Wheeler, Junius Brutus
21 Feb. 1830–15 July 1886
Junius Brutus Wheeler, army officer, textbook author, and professor, was the son of John and Sarah Clifton Wheeler. He was a native of Murfreesboro, where his father was for many years a prosperous merchant and shipowner. After enlisting as a private in the Twelfth Infantry Regiment in May 1847, Wheeler served gallantly in the Mexican War and "was appointed Lieut. by the President for bravery in the field" during the same year. Discharged from the service in 1848, he gained appointment to the military academy at West Point in July 1851 determined, as he told his family, to graduate "with distinction" or "leave his brains there." The former he accomplished in 1855 and was breveted second lieutenant of cavalry that July. An outstanding engineer, he was transferred to the Topographical Engineers in 1856 and promoted to first lieutenant in 1860.
The secession crisis of 1861 tore apart the Wheeler family, leaving Junius's half brother Samuel a major in the Confederate army and his half brother John Hill Wheeler a Disunionist. In a letter to his cousin John W. Moore in North Carolina in February 1861, Lieutenant Wheeler regretted the election of Abraham Lincoln as a minority president but held firm in the belief that the outcome was legitimate and concluded with the declaration: "I am a Union man." He served throughout the Civil War with the Corps of Engineers, where he was promoted to captain in 1863 and breveted major in April 1864 for gallant and meritorious service at the Battle of Jenkins's Ferry in Arkansas. He was breveted lieutenant colonel and colonel in March 1865 and promoted to major in 1866. In September 1871 Wheeler was appointed professor of civil and military engineering at West Point. Over the next thirteen years he published a series of textbooks on military topics, including An Elementary Course of Civil Engineering (1874), Elements of Field Fortifications (1880), A Course of Instruction in the Elements of the Art and Science of War (1878), and A Textbook of Military Engineering (1884). He was retired with the pay of colonel in 1884 and died two years later.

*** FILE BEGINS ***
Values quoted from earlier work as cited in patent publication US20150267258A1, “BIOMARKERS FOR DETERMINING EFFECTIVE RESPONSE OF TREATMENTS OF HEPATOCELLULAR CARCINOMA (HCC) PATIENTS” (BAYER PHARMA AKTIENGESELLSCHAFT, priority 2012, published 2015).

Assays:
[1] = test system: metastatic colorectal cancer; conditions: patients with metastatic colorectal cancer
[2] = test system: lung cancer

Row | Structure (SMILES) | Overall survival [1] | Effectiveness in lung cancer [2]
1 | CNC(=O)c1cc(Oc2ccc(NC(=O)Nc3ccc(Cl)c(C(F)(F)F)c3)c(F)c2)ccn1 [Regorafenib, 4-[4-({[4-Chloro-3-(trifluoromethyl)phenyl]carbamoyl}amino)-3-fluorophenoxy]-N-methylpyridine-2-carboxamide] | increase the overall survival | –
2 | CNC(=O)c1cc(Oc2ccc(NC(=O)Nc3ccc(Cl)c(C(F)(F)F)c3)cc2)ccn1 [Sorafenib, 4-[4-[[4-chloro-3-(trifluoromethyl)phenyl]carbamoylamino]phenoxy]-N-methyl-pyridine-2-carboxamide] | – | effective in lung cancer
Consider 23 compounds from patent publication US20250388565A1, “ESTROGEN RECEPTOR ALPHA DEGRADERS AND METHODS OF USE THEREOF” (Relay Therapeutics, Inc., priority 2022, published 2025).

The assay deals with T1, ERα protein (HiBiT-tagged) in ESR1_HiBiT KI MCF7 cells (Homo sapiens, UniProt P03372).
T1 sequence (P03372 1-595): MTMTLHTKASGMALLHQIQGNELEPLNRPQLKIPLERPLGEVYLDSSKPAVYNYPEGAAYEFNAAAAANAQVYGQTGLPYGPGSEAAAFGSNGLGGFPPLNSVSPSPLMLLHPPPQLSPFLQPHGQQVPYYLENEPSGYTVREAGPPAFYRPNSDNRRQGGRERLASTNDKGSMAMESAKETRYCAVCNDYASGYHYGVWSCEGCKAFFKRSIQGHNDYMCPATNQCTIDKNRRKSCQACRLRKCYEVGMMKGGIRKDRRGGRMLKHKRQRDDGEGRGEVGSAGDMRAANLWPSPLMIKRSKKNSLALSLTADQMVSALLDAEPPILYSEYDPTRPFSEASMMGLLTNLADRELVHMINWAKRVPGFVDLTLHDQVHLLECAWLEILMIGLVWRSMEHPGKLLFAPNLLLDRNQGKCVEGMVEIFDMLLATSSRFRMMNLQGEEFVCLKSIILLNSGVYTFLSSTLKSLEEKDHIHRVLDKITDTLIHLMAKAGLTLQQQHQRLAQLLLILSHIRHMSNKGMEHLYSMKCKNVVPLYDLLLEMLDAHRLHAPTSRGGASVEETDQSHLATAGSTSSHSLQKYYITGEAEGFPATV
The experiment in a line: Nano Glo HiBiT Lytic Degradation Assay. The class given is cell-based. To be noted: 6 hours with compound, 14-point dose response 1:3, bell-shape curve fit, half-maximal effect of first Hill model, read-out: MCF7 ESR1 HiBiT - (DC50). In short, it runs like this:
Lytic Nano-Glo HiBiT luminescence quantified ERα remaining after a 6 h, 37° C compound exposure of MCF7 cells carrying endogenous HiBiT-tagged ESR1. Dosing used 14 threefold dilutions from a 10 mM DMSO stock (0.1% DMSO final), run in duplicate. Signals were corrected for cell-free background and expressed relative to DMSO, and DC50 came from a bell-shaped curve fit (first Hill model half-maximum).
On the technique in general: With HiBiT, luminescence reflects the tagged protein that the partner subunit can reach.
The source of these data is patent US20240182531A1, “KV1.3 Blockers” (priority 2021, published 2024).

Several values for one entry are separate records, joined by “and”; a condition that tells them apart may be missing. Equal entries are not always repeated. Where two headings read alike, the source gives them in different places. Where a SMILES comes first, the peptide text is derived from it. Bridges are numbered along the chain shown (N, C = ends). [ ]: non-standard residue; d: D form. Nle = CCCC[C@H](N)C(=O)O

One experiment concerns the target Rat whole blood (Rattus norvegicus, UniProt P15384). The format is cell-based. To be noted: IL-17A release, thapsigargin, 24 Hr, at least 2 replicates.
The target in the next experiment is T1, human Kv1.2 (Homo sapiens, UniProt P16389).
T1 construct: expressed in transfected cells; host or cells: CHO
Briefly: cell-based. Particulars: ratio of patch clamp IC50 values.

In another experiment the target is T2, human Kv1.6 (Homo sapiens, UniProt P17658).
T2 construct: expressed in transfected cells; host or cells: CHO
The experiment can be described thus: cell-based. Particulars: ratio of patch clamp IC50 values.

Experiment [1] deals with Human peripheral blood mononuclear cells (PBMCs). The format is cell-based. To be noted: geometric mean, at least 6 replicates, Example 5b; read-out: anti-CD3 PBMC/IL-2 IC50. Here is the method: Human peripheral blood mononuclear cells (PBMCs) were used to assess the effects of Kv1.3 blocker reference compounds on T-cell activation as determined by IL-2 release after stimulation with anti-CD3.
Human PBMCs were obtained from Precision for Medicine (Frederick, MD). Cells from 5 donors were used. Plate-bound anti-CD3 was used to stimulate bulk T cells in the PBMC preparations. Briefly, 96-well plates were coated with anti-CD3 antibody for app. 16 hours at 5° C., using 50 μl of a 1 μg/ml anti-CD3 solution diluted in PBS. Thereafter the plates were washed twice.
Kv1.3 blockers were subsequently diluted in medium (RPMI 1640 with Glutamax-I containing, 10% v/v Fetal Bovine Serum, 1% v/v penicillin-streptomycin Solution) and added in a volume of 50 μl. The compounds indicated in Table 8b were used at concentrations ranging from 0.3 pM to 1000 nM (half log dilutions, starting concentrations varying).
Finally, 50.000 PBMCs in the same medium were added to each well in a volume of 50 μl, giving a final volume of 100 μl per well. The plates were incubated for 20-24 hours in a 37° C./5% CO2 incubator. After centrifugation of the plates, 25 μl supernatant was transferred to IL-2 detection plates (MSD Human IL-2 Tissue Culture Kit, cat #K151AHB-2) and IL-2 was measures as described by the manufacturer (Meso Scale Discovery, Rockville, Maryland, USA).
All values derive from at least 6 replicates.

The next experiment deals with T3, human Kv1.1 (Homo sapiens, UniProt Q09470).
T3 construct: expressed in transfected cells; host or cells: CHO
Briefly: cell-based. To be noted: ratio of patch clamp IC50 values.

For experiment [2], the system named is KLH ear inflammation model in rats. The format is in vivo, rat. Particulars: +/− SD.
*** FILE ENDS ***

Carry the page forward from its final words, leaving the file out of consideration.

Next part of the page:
In Washington, D.C., in September 1855 Wheeler married Emily Truxton Beale. They had eight children: Emily Beale, Sarah Clifton, Mary Eliza, Gertrude, Julia, Amy, John, and William Mackall.
Wheeler family manuscripts (copy in possession of T. C. Parramore).
Wheeler, J. B. (Junius Brutus). An elementary course of civil engineering for the use of cadets of the United States military academy. New York, J. Wiley & sons. 1877. https://archive.org/details/anelementarycou02wheegoog (accessed March 19, 2014).
Wheeler, J. B. (Junius Brutus). The elements of field fortifications, for the use of the cadets of the United States Military Academy, at West Point, N.Y. New York, D. Van Nostrand. 1882. https://archive.org/details/elementsoffieldf00wheerich (accessed March 19, 2014).
Wheeler, J. B. (Junius Brutus). A course of instruction in the elements of the art and science of war. For the use of cadets of the United States military academy. New York, D. Van Nostrand. 1878. https://archive.org/details/courseofinstruct00whee (accessed March 19, 2014).
Junius Brutus Wheeler , United States Military Academy , United States Military Academy. A Text-book of Military Engineering: For the Use of the Cadets of the United ... J. Wiley. 1883. https://archive.org/details/atextbookmilita00acadgoog (accessed March 19, 2014).
[Junius Brutus Wheeler]. Portrait. Photographs of West Point - William H. Stockbridge, United States Military Academy Library Digital Collections. http://digital-library.usma.edu/cdm/ref/collection/stockbridge/id/571 (accessed March 19, 2014).
Beckwith, James Carroll. "Portrait of Colonel Junius Brutus Wheeler." Oil on canvas. 1902. West Point Museum Collection, United States Military Academy.
1 January 1996 | Parramore, T. C.